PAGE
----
Tooth decay, even in the earliest stages
of life, can have serious implications for a child's
long-term health and well-being and it's becoming a more
pressing issue every day. A recent report from the
Centers for Disease Control and Prevention (CDC)
comparing the dental health of Americans in 1988-1994
and 1999-2002 found a 15.2 percent increase in cavities
among two- to five-year olds.
As an effective way to begin a lifelong
program of preventive dentistry, the American Academy of
Pediatric Dentistry (AAPD) recommends that dental visits
begin with the appearance of a child's first tooth,
typically around six months but no later than one year.
"During the "first-tooth visit,"
pediatric dentists check for proper oral and facial
development to determine whether teeth are growing in
properly and to detect early tooth decay," says AAPD
past-president, H. Pitts Hinson, D.D.S. "It also gives
dentists the chance to walk parents through a home
dental care program for their children."
Early preventive care also is a sound
health and economic investment. Some parents avoid
taking children to the dentist to save money, yet
studies show that the dental costs for children who have
their first dental visit before age one are 40 percent
lower in the first five years than for those who do not
see a dentist prior to their first birthday.
In addition, without preventive care,
the impact of tooth decay on child development can be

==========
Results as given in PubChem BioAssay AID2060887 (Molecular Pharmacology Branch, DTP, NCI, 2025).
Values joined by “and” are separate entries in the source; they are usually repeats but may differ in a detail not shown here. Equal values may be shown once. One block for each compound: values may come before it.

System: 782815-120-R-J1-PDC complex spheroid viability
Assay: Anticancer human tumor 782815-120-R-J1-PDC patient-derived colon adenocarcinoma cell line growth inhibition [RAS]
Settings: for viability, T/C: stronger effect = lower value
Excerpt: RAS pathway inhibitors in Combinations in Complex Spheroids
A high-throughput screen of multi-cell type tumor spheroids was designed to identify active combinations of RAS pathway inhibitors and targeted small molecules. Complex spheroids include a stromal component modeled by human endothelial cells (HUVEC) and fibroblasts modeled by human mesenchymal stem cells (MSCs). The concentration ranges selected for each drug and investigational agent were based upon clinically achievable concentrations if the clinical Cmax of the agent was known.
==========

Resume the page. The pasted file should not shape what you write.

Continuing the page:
striking. Numerous studies have linked childhood
cavities with lower than ideal body weight. Even more
disturbing is evidence that the effects of poor oral
health may be felt for a lifetime: Emerging research
suggests that improper oral hygiene may increase a
child's risk of eventually having low-birth-weight
babies, developing heart disease or suffering a stroke
as an adult.
In addition to regular dental visits,
the AAPD recommends that parents take the following
precautions to help prevent tooth decay in children:
Brush your child's gums twice a day
with a soft cloth or baby toothbrush and water even
before the first tooth appears.
Talk to your pediatric dentist about
your child's fluoride needs. Infants require
fluoride to help developing teeth grow strong, and
children who primarily drink bottled water may not
be getting the fluoride they need.
If you must put your child to sleep
with a bottle, use nothing but water - other
beverages can damage teeth, leading to cavities.
Never dip a pacifier into honey or
anything sweet before giving it to a baby.
The best times for your child to
brush are after breakfast and before bed.
Limit frequency of snacking, which
can increase a child's risk of developing cavities.
Take good care of your own teeth.
Studies show that babies and small children can
"catch" cavity-causing bacteria from their parents.